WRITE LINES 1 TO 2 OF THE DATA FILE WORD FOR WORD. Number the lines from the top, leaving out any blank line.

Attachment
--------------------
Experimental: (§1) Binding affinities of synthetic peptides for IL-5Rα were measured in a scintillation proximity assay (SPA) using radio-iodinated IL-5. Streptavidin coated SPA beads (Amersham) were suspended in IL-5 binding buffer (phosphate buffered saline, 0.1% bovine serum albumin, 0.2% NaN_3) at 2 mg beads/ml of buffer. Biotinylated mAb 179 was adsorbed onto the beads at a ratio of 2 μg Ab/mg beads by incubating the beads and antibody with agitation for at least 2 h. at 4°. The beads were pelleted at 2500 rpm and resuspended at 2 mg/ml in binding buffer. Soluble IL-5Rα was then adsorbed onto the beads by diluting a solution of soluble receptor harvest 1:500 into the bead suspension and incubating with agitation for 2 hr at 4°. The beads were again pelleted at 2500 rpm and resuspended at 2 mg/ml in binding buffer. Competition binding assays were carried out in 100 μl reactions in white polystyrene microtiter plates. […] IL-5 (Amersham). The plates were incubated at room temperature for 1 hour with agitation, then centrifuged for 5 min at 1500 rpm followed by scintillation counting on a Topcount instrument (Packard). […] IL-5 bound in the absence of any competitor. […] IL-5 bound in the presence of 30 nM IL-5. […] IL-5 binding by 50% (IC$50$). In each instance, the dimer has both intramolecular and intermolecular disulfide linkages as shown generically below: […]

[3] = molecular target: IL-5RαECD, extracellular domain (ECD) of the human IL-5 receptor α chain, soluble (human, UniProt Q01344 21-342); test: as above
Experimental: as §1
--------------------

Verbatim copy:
Experimental: (§1) Binding affinities of synthetic peptides for IL-5Rα were measured in a scintillation proximity assay (SPA) using radio-iodinated IL-5. Streptavidin coated SPA beads (Amersham) were suspended in IL-5 binding buffer (phosphate buffered saline, 0.1% bovine serum albumin, 0.2% NaN_3) at 2 mg beads/ml of buffer. Biotinylated mAb 179 was adsorbed onto the beads at a ratio of 2 μg Ab/mg beads by incubating the beads and antibody with agitation for at least 2 h. at 4°. The beads were pelleted at 2500 rpm and resuspended at 2 mg/ml in binding buffer. Soluble IL-5Rα was then adsorbed onto the beads by diluting a solution of soluble receptor harvest 1:500 into the bead suspension and incubating with agitation for 2 hr at 4°. The beads were again pelleted at 2500 rpm and resuspended at 2 mg/ml in binding buffer. Competition binding assays were carried out in 100 μl reactions in white polystyrene microtiter plates. […] IL-5 (Amersham). The plates were incubated at room temperature for 1 hour with agitation, then centrifuged for 5 min at 1500 rpm followed by scintillation counting on a Topcount instrument (Packard). […] IL-5 bound in the absence of any competitor. […] IL-5 bound in the presence of 30 nM IL-5. […] IL-5 binding by 50% (IC$50$). In each instance, the dimer has both intramolecular and intermolecular disulfide linkages as shown generically below: […]

[3] = molecular target: IL-5RαECD, extracellular domain (ECD) of the human IL-5 receptor α chain, soluble (human, UniProt Q01344 21-342); test: as above